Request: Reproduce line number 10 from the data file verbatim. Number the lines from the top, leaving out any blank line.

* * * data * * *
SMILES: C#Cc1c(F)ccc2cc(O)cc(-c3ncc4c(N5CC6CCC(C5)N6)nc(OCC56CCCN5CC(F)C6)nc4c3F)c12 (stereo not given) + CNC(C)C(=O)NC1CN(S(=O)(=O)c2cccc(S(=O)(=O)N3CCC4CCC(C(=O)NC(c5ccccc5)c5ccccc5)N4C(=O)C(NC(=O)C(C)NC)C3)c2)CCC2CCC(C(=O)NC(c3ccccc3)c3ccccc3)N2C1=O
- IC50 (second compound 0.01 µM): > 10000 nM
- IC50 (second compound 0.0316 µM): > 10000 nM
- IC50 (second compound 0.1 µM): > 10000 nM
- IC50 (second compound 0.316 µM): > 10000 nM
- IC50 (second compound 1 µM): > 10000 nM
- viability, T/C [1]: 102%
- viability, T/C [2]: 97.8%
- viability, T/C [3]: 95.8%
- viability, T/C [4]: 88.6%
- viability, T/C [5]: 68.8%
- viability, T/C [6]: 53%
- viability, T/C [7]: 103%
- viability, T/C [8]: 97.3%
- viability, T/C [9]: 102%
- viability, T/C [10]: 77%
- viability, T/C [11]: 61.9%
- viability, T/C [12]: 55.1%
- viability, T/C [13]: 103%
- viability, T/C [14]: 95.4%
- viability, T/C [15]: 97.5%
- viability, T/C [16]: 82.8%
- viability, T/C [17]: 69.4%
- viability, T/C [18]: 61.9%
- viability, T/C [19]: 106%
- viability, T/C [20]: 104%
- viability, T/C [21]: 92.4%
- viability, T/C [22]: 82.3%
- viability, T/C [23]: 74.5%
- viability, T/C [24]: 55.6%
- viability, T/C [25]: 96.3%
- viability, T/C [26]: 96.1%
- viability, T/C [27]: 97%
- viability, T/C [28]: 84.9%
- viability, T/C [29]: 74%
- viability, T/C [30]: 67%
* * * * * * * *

- viability, T/C [4]: 88.6%